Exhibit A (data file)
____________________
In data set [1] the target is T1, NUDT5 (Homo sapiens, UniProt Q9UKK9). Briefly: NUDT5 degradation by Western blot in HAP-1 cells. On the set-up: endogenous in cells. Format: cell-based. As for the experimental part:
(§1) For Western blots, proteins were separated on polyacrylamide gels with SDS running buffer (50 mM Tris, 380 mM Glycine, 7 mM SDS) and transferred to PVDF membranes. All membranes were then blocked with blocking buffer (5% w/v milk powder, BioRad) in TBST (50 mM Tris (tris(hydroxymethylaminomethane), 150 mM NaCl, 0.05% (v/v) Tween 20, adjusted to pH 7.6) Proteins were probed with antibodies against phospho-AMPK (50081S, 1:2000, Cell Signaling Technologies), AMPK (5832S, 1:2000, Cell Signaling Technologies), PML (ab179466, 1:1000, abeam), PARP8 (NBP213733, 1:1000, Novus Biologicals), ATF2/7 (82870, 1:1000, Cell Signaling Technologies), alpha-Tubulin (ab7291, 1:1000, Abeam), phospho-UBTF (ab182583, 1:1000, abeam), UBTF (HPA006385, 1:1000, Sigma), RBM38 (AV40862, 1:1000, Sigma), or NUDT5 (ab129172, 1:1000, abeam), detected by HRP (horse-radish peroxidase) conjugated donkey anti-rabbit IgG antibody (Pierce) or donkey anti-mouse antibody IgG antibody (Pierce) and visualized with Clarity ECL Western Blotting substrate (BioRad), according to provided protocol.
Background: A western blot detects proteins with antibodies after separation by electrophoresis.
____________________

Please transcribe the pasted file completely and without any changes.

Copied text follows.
In data set [1] the target is T1, NUDT5 (Homo sapiens, UniProt Q9UKK9). Briefly: NUDT5 degradation by Western blot in HAP-1 cells. On the set-up: endogenous in cells. Format: cell-based. As for the experimental part:
(§1) For Western blots, proteins were separated on polyacrylamide gels with SDS running buffer (50 mM Tris, 380 mM Glycine, 7 mM SDS) and transferred to PVDF membranes. All membranes were then blocked with blocking buffer (5% w/v milk powder, BioRad) in TBST (50 mM Tris (tris(hydroxymethylaminomethane), 150 mM NaCl, 0.05% (v/v) Tween 20, adjusted to pH 7.6) Proteins were probed with antibodies against phospho-AMPK (50081S, 1:2000, Cell Signaling Technologies), AMPK (5832S, 1:2000, Cell Signaling Technologies), PML (ab179466, 1:1000, abeam), PARP8 (NBP213733, 1:1000, Novus Biologicals), ATF2/7 (82870, 1:1000, Cell Signaling Technologies), alpha-Tubulin (ab7291, 1:1000, Abeam), phospho-UBTF (ab182583, 1:1000, abeam), UBTF (HPA006385, 1:1000, Sigma), RBM38 (AV40862, 1:1000, Sigma), or NUDT5 (ab129172, 1:1000, abeam), detected by HRP (horse-radish peroxidase) conjugated donkey anti-rabbit IgG antibody (Pierce) or donkey anti-mouse antibody IgG antibody (Pierce) and visualized with Clarity ECL Western Blotting substrate (BioRad), according to provided protocol.
Background: A western blot detects proteins with antibodies after separation by electrophoresis.